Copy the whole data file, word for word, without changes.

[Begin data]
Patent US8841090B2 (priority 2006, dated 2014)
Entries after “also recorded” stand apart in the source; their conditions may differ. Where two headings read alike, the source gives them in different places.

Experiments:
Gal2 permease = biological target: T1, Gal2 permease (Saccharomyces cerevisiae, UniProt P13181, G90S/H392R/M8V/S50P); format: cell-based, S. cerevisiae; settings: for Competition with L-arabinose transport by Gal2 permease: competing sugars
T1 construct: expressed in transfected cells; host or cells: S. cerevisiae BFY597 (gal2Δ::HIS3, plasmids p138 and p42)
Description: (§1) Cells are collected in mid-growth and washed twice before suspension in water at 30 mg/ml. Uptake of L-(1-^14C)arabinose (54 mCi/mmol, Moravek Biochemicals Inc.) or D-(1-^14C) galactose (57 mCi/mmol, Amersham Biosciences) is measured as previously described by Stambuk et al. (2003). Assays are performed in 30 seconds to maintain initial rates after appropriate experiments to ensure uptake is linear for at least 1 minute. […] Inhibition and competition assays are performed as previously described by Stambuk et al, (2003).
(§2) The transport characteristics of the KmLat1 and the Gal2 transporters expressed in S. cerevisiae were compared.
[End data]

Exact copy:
Patent US8841090B2 (priority 2006, dated 2014)
Entries after “also recorded” stand apart in the source; their conditions may differ. Where two headings read alike, the source gives them in different places.

Experiments:
Gal2 permease = biological target: T1, Gal2 permease (Saccharomyces cerevisiae, UniProt P13181, G90S/H392R/M8V/S50P); format: cell-based, S. cerevisiae; settings: for Competition with L-arabinose transport by Gal2 permease: competing sugars
T1 construct: expressed in transfected cells; host or cells: S. cerevisiae BFY597 (gal2Δ::HIS3, plasmids p138 and p42)
Description: (§1) Cells are collected in mid-growth and washed twice before suspension in water at 30 mg/ml. Uptake of L-(1-^14C)arabinose (54 mCi/mmol, Moravek Biochemicals Inc.) or D-(1-^14C) galactose (57 mCi/mmol, Amersham Biosciences) is measured as previously described by Stambuk et al. (2003). Assays are performed in 30 seconds to maintain initial rates after appropriate experiments to ensure uptake is linear for at least 1 minute. […] Inhibition and competition assays are performed as previously described by Stambuk et al, (2003).
(§2) The transport characteristics of the KmLat1 and the Gal2 transporters expressed in S. cerevisiae were compared.